My first forays into the South Bay salt pond landscape were fueled by a photographic interest in color and texture. This theme still holds great appeal as I often find places that offer the potential for abstract or painterly images. My second landscape theme sprang from the realization that my aerial images contained traces of the South Bay landscape’s many transitions. Discovering and deciphering the vague remnants of boat landings, salt works, railroad projects, and infrastructure remains entertaining. As I head into my second decade of wandering the South Bay a third theme has gained firm footing - documenting the landscape’s current day transition. And there is change aplenty as the South Bay Salt Pond Restoration Project (SBSPRP) has bold initiatives underway in Alviso, Ravenswood, and Eden Landing.
Each year, I have a South Bay hiatus between February and September in deference to nesting birds. This good, commonsense condition is part of my Special Use Permit that allows KAP in the South Bay and access to otherwise off-limits areas. I anticipate my first outings in the fall eagerly for they provide a sense of how things have progressed during the year. And each year I am struck by how much change I find in the landscape. Formerly fallow salt ponds acquire natural colors and textures followed by vegetation after being reconnected with the tides. The construction of levees, flow control structures, and nesting islands redefines pond components and the nature of water flow through them. New trails, viewing platforms, and signage foretell expanding public access.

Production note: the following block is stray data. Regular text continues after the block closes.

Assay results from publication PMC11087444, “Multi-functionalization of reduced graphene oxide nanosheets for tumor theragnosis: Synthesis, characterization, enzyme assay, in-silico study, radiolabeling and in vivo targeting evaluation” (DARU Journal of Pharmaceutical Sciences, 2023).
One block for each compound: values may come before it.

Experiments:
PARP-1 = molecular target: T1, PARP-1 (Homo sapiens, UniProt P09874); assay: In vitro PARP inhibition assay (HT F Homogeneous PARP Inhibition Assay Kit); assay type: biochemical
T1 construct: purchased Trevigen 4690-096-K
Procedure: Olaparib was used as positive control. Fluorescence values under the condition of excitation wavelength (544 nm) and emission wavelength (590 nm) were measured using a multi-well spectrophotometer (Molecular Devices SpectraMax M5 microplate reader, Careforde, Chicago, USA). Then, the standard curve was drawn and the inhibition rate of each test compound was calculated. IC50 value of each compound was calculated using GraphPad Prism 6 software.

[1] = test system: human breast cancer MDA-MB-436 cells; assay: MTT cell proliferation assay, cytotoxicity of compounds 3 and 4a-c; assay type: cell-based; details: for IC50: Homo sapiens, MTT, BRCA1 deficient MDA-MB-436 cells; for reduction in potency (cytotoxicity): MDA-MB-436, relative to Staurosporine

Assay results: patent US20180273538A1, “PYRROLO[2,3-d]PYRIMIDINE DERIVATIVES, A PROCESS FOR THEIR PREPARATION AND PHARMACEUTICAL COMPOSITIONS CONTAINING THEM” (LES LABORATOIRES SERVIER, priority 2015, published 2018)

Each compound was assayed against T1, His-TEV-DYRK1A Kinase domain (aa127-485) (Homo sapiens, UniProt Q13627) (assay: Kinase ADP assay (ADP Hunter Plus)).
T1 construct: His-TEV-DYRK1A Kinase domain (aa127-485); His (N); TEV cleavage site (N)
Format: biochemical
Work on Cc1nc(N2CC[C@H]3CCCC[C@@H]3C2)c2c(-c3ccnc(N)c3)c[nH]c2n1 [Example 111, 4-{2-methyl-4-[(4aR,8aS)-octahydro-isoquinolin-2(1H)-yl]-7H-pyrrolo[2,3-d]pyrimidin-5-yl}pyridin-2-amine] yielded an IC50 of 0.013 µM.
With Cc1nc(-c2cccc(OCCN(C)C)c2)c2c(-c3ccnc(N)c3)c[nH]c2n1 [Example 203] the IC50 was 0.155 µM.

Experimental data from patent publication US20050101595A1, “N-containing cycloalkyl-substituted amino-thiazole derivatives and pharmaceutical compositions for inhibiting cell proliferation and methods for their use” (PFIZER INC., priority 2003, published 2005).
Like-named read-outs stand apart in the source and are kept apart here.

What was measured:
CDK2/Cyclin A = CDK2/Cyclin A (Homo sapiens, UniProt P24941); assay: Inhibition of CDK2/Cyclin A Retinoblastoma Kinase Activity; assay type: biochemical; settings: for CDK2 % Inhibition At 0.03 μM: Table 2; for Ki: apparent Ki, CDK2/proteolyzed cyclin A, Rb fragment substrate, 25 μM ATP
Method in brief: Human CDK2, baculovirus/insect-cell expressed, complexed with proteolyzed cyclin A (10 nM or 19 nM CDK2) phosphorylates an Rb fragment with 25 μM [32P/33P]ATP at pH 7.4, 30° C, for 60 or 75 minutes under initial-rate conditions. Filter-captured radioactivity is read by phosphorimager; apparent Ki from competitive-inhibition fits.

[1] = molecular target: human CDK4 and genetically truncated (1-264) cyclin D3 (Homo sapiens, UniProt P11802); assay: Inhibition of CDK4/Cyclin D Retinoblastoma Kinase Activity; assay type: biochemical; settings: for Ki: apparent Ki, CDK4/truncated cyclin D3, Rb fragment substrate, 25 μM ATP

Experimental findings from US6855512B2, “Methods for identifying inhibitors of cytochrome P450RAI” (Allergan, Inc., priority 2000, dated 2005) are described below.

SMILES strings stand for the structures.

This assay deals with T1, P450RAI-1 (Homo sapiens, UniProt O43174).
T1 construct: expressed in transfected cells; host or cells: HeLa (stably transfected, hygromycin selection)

In this context of change, I am delighted to find image pairs that illustrate progress in the restoration efforts. The abstract “Homage to Rothko” is one of the more popular images in my book Saltscapes and a personal favorite. While out shooting on Wednesday, I found myself near Salt Pond E6B so I stopped to look for the rusting 55-gallon drum that marked the location where I took the original image five years ago and a follow-up comparison five years later.. Having spotted the drum I sent a camera aloft with the hope of getting a third similarly framed shot.
While the 2014 and 2020 views differ greatly from the original “Homage to Rothko” I am fond of each version for they show how much change has occurred in Salt Pond E6B, a disused salt pond managed since 2009 to reduce its residual salinity.
I am taking these documentary photographs under a Special Use Permit from the California Department of Fish & Wildlife. Kite flying is prohibited over the Eden Landing Ecological Reserve without a Special Use Permit, as is access to this part of the Don Edwards National Wildlife Refuge.